Why not impose an across the board 1% wealth tax on everyone, in one go…
    1% tax on the bottom 80% of the population will probably yield the same amount as 1% tax on the top 20%.
    So it would be considered a fairer method of reducing the debt….Simple really.

    Imagine a 1% wealth tax on all those wealthy people in the S.E…..
    I’m sure they wouldn’t mind, would they..!!!???
    After all, who has benefited most from the excesses of the last 20years…
    Now lets see… 1% of my wealth…how do I work out what my wealth is….Easiest method is to assume one’s wealth is tied up in property (and fixed assets)….So value of one’s property/ properties (minus any mortgage) would be a good starting point plus value of all shareholdings at current value plus any assets in a foreign country…
    Can anyone think of a fairer way to do this….Lets have some practical ideas please….
    We should be having a national discussion on this….Everyone I am sure would welcome the fairest way of reducing our debt….so come on get some ideas going…

    Why did Labour not consider a Wealth Tax???

  • Mr. Sensible

    I simply ask Cameron and Osborne, if these cuts are about cutting the defecit, how can they afford things like Free Schools, the Married Couples Allowance ETC?

  • SJ Chandos

    A coalition government of the ruling class, for the ruling class! The Tories are never happier than when cutting public expenditure. Their instincts have not changed since the 1930s, when their cuts deepened the effects of the depression. This is their first nature (Cameronian liberal-conservative leadership or not) and they are more than happy to return to it!

    These cuts, and those to come, are class warfare, no question about it. This government of the public school/oxbridge educated elite, will happily see the working-class, people on no or low incomes, the vulnerable and the elderly lose their vital services to protect the interests of capital. After all lets not lose sight of what caused this record deficit, the need to bale out the banks and city interests. Who are now the cheer leaders of the cuts, yes the city and the capitalists! They are more than happy to see us, the people, pay for their systemic crimes. It stinks!

    Can anyone any longer deny that Karl Marx was right in all essentials of his analysis!

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  • Lee the liberal

    A few of the comments here really show just how far we are from understanding what has gone wrong and how we can fix it. A lot of the people here really need to expand their reading list; we might not get so much malignant narcissism then.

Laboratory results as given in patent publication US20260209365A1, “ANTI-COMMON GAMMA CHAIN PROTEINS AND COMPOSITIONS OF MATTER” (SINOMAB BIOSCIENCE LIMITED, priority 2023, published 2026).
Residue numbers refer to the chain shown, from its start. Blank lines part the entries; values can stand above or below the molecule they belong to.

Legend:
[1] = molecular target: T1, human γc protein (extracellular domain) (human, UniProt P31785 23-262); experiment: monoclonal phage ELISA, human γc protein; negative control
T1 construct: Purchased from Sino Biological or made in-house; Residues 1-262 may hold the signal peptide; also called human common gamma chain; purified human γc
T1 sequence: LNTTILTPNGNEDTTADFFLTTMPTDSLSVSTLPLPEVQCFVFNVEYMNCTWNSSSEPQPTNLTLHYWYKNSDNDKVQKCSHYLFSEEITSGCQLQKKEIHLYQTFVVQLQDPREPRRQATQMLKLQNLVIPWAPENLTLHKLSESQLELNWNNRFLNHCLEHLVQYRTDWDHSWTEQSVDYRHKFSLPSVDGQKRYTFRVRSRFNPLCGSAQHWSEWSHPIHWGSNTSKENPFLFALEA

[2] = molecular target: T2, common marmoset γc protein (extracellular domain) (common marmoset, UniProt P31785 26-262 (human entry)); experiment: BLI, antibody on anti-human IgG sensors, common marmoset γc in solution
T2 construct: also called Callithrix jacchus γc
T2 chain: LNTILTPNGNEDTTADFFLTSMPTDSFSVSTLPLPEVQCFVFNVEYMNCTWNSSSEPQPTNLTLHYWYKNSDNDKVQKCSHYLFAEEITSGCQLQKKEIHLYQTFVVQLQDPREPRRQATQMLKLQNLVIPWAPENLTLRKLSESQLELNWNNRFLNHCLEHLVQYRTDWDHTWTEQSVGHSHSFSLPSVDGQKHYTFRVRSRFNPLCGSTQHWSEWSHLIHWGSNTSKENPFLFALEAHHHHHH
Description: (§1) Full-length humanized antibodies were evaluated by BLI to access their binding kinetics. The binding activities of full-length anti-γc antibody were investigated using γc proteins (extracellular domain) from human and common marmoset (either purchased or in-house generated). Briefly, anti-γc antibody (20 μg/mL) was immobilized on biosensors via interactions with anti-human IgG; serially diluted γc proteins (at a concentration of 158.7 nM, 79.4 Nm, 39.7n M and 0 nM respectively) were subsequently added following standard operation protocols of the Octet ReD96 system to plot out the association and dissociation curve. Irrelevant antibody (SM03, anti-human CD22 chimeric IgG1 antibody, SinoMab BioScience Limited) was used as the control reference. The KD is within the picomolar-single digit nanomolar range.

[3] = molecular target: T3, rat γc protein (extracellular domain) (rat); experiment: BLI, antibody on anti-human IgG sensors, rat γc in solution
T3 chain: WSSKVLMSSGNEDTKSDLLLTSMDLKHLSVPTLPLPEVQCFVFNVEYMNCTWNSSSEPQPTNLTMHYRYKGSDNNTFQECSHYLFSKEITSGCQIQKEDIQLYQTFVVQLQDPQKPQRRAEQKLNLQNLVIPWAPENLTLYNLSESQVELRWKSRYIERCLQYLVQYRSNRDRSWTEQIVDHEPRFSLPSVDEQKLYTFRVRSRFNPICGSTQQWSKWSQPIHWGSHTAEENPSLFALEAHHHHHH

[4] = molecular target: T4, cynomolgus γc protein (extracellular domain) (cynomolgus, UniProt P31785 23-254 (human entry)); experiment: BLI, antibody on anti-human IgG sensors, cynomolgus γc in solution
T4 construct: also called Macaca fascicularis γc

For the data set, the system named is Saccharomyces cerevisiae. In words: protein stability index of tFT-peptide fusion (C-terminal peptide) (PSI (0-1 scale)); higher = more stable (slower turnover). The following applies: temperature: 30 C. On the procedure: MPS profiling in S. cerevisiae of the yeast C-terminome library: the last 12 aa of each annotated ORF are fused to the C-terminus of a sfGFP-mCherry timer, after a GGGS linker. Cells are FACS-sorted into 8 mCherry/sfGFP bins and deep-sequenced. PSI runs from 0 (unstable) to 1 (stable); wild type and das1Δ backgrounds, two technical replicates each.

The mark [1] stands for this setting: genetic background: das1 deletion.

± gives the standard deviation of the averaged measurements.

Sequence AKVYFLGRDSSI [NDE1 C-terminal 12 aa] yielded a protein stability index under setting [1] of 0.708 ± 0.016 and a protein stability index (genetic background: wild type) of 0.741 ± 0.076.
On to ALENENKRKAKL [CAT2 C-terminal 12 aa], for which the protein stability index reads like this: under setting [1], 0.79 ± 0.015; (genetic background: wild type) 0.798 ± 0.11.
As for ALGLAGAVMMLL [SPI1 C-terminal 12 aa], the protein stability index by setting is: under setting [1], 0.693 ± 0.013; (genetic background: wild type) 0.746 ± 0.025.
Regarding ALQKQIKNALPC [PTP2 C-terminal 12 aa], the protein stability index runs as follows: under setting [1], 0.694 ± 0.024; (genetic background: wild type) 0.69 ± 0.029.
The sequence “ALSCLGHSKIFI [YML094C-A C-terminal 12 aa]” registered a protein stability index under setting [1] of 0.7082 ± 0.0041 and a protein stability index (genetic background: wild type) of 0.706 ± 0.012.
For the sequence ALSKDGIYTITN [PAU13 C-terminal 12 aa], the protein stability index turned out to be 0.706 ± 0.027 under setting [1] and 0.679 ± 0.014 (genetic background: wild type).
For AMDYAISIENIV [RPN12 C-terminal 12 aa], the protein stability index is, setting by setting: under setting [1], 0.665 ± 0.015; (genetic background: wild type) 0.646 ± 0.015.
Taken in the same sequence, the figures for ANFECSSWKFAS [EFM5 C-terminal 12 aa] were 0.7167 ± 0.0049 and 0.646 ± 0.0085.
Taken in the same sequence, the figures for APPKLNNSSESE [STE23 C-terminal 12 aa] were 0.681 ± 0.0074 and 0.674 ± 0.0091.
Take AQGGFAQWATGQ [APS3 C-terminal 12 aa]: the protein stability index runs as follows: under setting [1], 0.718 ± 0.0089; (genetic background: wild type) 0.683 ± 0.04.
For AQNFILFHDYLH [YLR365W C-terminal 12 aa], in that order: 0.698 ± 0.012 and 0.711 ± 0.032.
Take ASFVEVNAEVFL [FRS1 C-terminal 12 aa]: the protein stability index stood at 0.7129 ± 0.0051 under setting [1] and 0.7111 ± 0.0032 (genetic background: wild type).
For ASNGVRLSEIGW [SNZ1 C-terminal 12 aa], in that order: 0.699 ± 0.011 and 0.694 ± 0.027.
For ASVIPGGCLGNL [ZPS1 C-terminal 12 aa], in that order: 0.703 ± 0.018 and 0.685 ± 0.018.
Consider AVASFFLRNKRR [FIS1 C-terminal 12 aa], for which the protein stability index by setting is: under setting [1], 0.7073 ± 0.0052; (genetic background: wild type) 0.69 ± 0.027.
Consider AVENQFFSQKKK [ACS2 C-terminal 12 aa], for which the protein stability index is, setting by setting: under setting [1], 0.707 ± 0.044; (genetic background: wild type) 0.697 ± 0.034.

No, SJ Chandos, Marx wasn’t right. Next time you take a walk around a supermarket stop and consider how much is in front of you. We’ve moved from hunger, starvation and deprivation to prosperity, plenty and fat bellies in very little time. Capitalism has worked a treat.

    Coplani, slightly better point, but no matter how you tax, you’re still diverting productive real savings to unproductive, govnt waste. VAT, NI, Income tax – it doesn’t matter how you tax, just that you tax in the first place.

    Fat Bloke on Tour, nice piece on aggregate demand and the consumption function, all you need to do now is realise how wrong Lord Keynes was! Read Hayek and von Mises alongside your stuff and you’ll soon see the glaring holes in the macroeconomic case, just as I did. Start with von Mises’s short essay “the impossibility of calculation in the Socialist commonwealth” and go from there.

  • Fat Bloke on Tour

    Lee the Looney @ 1.03

    Away and bile yer heid ya muppet.
    LvM is a right wing mentalist’s mentalist.
    One club golf’er of the highest order.
    All that was missing was a grasp of reality.
    Libertarian tripe from start to finish.

    Consequently best of luck for your A levels.

    Either that or read up about quantifying public sector productivity.
    That is if you believe in the concept of a public sector.

  • Lee the liberal

    Fancy putting across a cerebral point, Fat Bloke, or are puerile insults the limits of your wit?

    And no, I don’t believe in the concept of a public sector.